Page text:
Eureka! Inventions roll on…

According to Time.com…

Invention is a hedge against anonymity; make something that matters and you can live forever.

… Inventions have always had many parents. “Doubt is the father of invention,” said Galileo. Necessity is its mother, said Plato. Or, in the luxurious modern age, sloth, which gave us the electric toothbrush, the universal remote and the drive-through liquor store. These days, the operative motivation may be frugality, which leads to the discovery that balled-up newspaper deodorizes shoes, baby oil cleans chrome and sticking a marshmallow or an orange peel in a bag of brown sugar keeps it from hardening into a sweet dark rock. Or sustainability, which propels university students and volunteers to develop an incubator out of recycled car parts, engineers to embed battery rechargers in roadbeds and designers to fashion a fake fur coat out of plastic garment fasteners… keep reading

10 Tips to be a Leader of your Mother of a Business…

As reported in MyBusiness.com.au…

In my experience of working with over 140 businesses around the world over many years, I have been amazed at how often we are called in because the business owner has problems with staff, customers, suppliers or the market.

Invariably, our first meeting with an owner is dominated by them telling us all their problems and how everyone is against them. This ‘victim mentality’ typically expresses itself through blame, denial and excuses. After hearing what they have to say, we will usually confront them with a simple, bold statement: “Your problems have little to do with anyone else; they are ultimately a reflection of your own behaviour.”

The essence of this statement is an important insight — a business is a reflection of its owner. As the owner gets better, so does the business… keep reading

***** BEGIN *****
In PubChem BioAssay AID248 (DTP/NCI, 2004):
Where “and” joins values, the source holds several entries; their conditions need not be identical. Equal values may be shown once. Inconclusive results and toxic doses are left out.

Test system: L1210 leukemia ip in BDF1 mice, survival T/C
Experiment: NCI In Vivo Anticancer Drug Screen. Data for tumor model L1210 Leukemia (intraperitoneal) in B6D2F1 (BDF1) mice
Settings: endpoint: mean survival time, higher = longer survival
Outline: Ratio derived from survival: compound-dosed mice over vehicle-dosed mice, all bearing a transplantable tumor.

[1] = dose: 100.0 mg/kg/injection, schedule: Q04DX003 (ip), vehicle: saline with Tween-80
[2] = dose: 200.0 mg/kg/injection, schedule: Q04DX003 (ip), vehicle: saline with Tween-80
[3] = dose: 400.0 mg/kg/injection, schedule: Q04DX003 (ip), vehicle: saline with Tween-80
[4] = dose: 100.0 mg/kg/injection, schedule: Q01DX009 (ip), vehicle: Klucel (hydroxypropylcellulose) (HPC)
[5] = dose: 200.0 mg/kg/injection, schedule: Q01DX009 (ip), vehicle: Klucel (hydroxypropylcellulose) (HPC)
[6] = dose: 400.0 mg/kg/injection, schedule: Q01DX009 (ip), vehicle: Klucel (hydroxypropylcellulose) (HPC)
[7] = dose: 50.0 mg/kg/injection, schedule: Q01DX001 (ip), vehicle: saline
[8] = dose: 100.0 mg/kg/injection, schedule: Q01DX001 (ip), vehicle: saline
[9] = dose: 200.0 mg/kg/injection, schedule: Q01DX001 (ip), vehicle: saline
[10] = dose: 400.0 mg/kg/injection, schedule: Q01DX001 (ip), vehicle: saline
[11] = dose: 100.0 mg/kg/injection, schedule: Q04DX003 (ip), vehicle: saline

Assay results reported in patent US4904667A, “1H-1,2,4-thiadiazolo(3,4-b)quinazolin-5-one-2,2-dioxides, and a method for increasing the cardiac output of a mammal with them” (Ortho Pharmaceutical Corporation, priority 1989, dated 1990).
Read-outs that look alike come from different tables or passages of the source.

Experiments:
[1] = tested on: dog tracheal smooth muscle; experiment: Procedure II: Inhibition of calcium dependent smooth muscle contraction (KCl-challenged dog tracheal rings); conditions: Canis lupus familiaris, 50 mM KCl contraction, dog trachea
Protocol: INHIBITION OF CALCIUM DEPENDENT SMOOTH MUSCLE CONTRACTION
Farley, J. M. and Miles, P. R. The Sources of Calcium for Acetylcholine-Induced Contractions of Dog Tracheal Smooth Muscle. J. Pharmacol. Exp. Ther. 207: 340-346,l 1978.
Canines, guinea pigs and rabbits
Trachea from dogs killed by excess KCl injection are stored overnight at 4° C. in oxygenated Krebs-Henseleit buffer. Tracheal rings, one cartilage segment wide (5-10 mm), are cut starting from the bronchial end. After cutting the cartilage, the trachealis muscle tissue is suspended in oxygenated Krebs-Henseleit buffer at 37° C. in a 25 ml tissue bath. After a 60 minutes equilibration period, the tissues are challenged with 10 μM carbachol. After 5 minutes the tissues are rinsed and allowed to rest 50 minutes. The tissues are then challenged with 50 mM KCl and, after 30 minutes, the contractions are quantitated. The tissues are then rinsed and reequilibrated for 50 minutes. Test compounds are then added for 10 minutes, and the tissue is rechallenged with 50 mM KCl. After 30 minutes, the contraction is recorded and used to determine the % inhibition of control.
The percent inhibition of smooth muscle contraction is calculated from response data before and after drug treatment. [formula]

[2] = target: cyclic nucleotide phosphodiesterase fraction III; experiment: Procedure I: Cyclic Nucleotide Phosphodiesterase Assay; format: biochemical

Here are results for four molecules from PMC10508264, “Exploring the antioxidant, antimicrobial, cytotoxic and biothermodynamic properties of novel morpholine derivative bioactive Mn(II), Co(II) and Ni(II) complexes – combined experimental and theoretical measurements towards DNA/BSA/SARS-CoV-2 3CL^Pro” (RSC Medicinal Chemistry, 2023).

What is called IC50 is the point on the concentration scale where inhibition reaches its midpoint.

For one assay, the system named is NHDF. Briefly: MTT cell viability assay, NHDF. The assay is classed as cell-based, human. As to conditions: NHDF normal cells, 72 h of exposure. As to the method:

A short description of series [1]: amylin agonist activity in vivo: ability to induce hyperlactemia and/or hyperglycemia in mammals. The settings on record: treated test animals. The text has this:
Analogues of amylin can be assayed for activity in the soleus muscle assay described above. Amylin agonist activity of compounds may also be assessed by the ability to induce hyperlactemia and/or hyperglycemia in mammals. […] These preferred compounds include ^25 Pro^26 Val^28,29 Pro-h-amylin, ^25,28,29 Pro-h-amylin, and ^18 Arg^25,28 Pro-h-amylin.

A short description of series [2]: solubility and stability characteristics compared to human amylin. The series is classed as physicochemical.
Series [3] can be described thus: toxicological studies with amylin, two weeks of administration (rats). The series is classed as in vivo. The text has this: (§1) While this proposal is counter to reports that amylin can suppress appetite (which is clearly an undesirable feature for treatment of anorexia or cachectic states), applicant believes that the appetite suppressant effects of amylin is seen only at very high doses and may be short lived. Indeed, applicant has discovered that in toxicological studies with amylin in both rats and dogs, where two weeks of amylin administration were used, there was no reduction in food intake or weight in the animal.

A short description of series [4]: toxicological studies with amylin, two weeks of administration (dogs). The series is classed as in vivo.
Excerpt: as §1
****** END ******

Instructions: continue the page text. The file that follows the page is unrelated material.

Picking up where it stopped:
which is exacrly why mentoring programs like the entrepreneurial motherLode program are so important…

Tips for Success from “Room to Read”…

As reported in Bloomberg Businessweek; Erin Ganju, co-founder of Room to Read, says the entrepreneurial nonprofit’s secret is “know what you do, and do it well”

At the start of Room to Read, the organization recognized that promoting and facilitating global education required a scalable and sustainable business model. Fast-forward a decade, and Room to Read is now a $30 million, award-winning nonprofit organization working in nine countries that has scaled faster and more successfully than many celebrated for-profit companies.

While I couldn’t have predicted such meteoric growth when we started, the secret sauce can best be summed up in one phrase: know what you do, and do it well… keep reading

What Business Can Learn from Pirates…

a great little article from The Economist

…smaller, nimble competitors make stealth attacks on larger rivals is a well-known phenomenon. Nonetheless, the way that larger companies can defend themselves against attack is a matter of much debate. Professor James says that the key is to quicken decision making. In his analogy, by the time the captain of an oil tanker has spotted the pirates’ inflatables it is too late; big ships take a long time to turn around. Similarly, once a large business has gone through the traditional process of observing an attack, orientating itself, deciding what to do about it and then acting (what Colonel John Boyd, an American military strategist, called an OODA loop) it is too late, the competition is upon it…
read on

From Tim Ferriss To Seth Godin: How To Build Relationships with Influencers…

A gem from David Siteman Garland

Whether you’ve been in business two days or two years, you’ve probably realized that building relationships with the “experts” (even though I’m not a fan of the word “expert”) and leaders in your industry and beyond – otherwise known as influencers – is critical to your ability to build a strong brand and become known in your field.

But, up until recently, it’s been difficult to build relationships or even get in contact with celebrities/influencers. After all, the “old school” influencers of yesterday were guarded and protected. In order to successfully reach them, you had to get through layers and layers of gatekeepers including PR people, agents, handlers, angry protective dogs, and who-knows-what else.

Based on that, what are the odds that you could actually have a one-on-one conversation with someone you admire/look up to, such as your favorite author or blogger? Very little to non-existent, unless you had a huge sum of cash – or perhaps a nationally syndicated TV show with 1,000,000+ viewers. Or maybe you could have written them a letter via snail mail to be answered eight months later. If you were lucky.

read on

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